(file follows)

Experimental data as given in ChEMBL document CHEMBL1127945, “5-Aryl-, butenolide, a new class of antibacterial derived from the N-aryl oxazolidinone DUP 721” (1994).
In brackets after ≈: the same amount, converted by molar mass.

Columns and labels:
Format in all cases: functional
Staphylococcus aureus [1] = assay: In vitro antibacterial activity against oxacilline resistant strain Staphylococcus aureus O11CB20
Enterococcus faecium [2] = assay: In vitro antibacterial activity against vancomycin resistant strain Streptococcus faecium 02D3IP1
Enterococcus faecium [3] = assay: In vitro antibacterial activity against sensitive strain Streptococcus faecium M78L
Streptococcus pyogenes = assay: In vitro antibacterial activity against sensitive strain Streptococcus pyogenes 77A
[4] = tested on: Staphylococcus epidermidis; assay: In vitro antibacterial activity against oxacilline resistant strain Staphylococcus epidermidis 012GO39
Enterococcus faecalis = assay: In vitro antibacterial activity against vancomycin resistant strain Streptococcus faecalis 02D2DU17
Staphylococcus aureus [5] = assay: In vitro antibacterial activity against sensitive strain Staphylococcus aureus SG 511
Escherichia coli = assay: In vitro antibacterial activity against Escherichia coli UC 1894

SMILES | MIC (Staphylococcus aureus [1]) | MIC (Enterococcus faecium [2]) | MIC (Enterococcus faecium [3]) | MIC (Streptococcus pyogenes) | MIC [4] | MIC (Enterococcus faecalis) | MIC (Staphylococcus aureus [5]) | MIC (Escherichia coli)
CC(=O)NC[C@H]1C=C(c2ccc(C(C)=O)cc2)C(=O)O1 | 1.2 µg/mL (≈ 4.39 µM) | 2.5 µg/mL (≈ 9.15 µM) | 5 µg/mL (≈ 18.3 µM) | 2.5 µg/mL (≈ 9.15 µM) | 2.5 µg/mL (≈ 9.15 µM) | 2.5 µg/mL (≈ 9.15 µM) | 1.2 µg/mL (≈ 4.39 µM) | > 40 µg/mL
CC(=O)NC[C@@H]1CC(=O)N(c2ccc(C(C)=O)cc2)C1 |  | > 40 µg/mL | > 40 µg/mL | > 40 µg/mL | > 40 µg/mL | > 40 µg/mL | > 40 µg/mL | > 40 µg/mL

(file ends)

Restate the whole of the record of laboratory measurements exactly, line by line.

Experimental data as given in ChEMBL document CHEMBL1127945, “5-Aryl-, butenolide, a new class of antibacterial derived from the N-aryl oxazolidinone DUP 721” (1994).
In brackets after ≈: the same amount, converted by molar mass.

Columns and labels:
Format in all cases: functional
Staphylococcus aureus [1] = assay: In vitro antibacterial activity against oxacilline resistant strain Staphylococcus aureus O11CB20
Enterococcus faecium [2] = assay: In vitro antibacterial activity against vancomycin resistant strain Streptococcus faecium 02D3IP1
Enterococcus faecium [3] = assay: In vitro antibacterial activity against sensitive strain Streptococcus faecium M78L
Streptococcus pyogenes = assay: In vitro antibacterial activity against sensitive strain Streptococcus pyogenes 77A
[4] = tested on: Staphylococcus epidermidis; assay: In vitro antibacterial activity against oxacilline resistant strain Staphylococcus epidermidis 012GO39
Enterococcus faecalis = assay: In vitro antibacterial activity against vancomycin resistant strain Streptococcus faecalis 02D2DU17
Staphylococcus aureus [5] = assay: In vitro antibacterial activity against sensitive strain Staphylococcus aureus SG 511
Escherichia coli = assay: In vitro antibacterial activity against Escherichia coli UC 1894

SMILES | MIC (Staphylococcus aureus [1]) | MIC (Enterococcus faecium [2]) | MIC (Enterococcus faecium [3]) | MIC (Streptococcus pyogenes) | MIC [4] | MIC (Enterococcus faecalis) | MIC (Staphylococcus aureus [5]) | MIC (Escherichia coli)
CC(=O)NC[C@H]1C=C(c2ccc(C(C)=O)cc2)C(=O)O1 | 1.2 µg/mL (≈ 4.39 µM) | 2.5 µg/mL (≈ 9.15 µM) | 5 µg/mL (≈ 18.3 µM) | 2.5 µg/mL (≈ 9.15 µM) | 2.5 µg/mL (≈ 9.15 µM) | 2.5 µg/mL (≈ 9.15 µM) | 1.2 µg/mL (≈ 4.39 µM) | > 40 µg/mL
CC(=O)NC[C@@H]1CC(=O)N(c2ccc(C(C)=O)cc2)C1 |  | > 40 µg/mL | > 40 µg/mL | > 40 µg/mL | > 40 µg/mL | > 40 µg/mL | > 40 µg/mL | > 40 µg/mL